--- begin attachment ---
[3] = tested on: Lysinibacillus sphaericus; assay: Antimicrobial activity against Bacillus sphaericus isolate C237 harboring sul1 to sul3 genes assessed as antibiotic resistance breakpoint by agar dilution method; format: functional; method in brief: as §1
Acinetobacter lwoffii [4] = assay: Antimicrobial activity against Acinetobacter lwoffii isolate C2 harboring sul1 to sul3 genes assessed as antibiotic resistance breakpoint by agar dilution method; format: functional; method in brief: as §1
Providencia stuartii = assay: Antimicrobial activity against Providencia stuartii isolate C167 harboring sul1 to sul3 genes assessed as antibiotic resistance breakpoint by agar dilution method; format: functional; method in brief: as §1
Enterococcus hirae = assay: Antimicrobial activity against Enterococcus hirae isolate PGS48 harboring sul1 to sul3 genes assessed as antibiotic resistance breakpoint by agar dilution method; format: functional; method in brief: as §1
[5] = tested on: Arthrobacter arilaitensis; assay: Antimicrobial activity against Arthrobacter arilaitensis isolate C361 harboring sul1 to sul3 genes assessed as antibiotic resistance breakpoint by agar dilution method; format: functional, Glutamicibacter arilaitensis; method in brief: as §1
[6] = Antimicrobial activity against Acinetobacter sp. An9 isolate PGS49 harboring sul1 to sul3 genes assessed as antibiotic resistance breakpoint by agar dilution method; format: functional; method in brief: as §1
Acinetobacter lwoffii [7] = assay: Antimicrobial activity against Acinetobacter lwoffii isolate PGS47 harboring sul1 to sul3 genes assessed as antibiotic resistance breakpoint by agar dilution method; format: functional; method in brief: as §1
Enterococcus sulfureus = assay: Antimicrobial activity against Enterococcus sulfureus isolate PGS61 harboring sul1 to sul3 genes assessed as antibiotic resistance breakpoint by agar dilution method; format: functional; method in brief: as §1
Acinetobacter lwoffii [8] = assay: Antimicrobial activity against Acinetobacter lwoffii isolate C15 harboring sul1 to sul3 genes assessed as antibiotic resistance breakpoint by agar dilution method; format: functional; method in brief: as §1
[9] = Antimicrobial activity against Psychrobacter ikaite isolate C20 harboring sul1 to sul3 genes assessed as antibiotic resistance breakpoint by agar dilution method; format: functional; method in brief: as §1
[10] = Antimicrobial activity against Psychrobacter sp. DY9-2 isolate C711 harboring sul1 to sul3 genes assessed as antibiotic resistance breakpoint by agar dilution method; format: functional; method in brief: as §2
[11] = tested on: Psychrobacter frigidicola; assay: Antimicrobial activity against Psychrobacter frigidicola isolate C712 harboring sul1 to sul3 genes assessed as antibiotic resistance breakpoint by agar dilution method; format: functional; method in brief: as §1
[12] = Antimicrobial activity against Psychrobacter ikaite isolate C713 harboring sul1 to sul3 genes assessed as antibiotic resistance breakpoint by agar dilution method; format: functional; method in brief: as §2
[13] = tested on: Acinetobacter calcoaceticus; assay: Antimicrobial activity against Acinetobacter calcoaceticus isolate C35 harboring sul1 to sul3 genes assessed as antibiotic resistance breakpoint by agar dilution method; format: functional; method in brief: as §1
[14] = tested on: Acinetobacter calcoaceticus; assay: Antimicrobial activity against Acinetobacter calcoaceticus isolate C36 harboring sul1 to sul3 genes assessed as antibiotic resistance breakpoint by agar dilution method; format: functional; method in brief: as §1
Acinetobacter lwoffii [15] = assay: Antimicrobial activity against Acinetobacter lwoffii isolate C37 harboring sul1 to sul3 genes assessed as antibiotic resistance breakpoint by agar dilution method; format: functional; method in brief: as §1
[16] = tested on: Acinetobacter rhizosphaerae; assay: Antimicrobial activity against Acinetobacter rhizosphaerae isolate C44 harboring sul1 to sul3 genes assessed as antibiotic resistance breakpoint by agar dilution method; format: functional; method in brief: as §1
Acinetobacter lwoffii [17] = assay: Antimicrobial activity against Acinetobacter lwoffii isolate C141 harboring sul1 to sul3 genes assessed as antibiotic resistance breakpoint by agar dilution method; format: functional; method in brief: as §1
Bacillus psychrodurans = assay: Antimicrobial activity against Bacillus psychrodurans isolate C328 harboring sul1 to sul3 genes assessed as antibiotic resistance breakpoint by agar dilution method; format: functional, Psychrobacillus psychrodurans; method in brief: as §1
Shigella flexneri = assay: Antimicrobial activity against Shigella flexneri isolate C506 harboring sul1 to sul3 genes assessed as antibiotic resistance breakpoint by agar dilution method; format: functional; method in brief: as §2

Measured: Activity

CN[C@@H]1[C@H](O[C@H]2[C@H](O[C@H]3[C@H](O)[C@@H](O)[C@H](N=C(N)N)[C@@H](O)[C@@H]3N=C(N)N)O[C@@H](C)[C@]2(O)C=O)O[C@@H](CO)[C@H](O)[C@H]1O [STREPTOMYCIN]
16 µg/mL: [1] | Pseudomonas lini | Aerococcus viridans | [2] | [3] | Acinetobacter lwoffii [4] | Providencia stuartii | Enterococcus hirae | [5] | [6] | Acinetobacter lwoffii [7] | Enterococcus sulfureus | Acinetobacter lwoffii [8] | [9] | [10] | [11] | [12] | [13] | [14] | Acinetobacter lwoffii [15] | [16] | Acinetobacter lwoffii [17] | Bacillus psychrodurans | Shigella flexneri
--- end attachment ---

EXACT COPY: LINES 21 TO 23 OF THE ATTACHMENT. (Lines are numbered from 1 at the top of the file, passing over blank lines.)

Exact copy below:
Measured: Activity

CN[C@@H]1[C@H](O[C@H]2[C@H](O[C@H]3[C@H](O)[C@@H](O)[C@H](N=C(N)N)[C@@H](O)[C@@H]3N=C(N)N)O[C@@H](C)[C@]2(O)C=O)O[C@@H](CO)[C@H](O)[C@H]1O [STREPTOMYCIN]
16 µg/mL: [1] | Pseudomonas lini | Aerococcus viridans | [2] | [3] | Acinetobacter lwoffii [4] | Providencia stuartii | Enterococcus hirae | [5] | [6] | Acinetobacter lwoffii [7] | Enterococcus sulfureus | Acinetobacter lwoffii [8] | [9] | [10] | [11] | [12] | [13] | [14] | Acinetobacter lwoffii [15] | [16] | Acinetobacter lwoffii [17] | Bacillus psychrodurans | Shigella flexneri